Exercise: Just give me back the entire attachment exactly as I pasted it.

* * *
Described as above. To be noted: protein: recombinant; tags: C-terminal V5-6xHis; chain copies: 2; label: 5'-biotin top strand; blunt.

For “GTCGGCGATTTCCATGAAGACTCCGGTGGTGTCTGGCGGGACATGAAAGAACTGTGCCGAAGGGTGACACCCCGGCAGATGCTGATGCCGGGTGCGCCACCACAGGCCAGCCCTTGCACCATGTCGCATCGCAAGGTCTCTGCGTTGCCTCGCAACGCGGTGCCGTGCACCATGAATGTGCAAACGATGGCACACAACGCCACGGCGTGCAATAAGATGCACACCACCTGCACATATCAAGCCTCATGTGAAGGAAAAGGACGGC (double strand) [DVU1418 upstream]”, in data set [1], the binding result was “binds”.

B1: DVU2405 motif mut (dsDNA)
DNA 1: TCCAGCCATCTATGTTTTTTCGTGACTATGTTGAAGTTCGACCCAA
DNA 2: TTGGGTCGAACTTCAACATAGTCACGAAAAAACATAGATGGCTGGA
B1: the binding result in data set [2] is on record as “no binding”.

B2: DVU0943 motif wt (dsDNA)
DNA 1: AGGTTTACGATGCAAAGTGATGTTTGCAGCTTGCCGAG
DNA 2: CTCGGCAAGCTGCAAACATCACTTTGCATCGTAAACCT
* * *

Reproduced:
Described as above. To be noted: protein: recombinant; tags: C-terminal V5-6xHis; chain copies: 2; label: 5'-biotin top strand; blunt.

For “GTCGGCGATTTCCATGAAGACTCCGGTGGTGTCTGGCGGGACATGAAAGAACTGTGCCGAAGGGTGACACCCCGGCAGATGCTGATGCCGGGTGCGCCACCACAGGCCAGCCCTTGCACCATGTCGCATCGCAAGGTCTCTGCGTTGCCTCGCAACGCGGTGCCGTGCACCATGAATGTGCAAACGATGGCACACAACGCCACGGCGTGCAATAAGATGCACACCACCTGCACATATCAAGCCTCATGTGAAGGAAAAGGACGGC (double strand) [DVU1418 upstream]”, in data set [1], the binding result was “binds”.

B1: DVU2405 motif mut (dsDNA)
DNA 1: TCCAGCCATCTATGTTTTTTCGTGACTATGTTGAAGTTCGACCCAA
DNA 2: TTGGGTCGAACTTCAACATAGTCACGAAAAAACATAGATGGCTGGA
B1: the binding result in data set [2] is on record as “no binding”.

B2: DVU0943 motif wt (dsDNA)
DNA 1: AGGTTTACGATGCAAAGTGATGTTTGCAGCTTGCCGAG
DNA 2: CTCGGCAAGCTGCAAACATCACTTTGCATCGTAAACCT